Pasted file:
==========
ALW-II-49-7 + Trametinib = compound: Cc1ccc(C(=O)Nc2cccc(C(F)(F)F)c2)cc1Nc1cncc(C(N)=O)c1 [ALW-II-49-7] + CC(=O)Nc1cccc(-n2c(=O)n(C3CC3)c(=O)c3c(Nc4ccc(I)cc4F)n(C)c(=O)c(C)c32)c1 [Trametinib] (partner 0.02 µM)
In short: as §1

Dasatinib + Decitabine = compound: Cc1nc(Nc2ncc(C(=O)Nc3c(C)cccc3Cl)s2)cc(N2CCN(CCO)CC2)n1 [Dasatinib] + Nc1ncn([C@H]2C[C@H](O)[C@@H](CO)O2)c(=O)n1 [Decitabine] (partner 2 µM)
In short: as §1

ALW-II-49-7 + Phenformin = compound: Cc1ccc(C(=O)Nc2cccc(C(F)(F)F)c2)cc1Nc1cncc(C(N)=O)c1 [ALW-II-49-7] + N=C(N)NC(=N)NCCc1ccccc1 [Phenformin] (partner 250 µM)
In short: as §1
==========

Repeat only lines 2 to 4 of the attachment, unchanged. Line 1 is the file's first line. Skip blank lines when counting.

In short: as §1

Dasatinib + Decitabine = compound: Cc1nc(Nc2ncc(C(=O)Nc3c(C)cccc3Cl)s2)cc(N2CCN(CCO)CC2)n1 [Dasatinib] + Nc1ncn([C@H]2C[C@H](O)[C@@H](CO)O2)c(=O)n1 [Decitabine] (partner 2 µM)
In short: as §1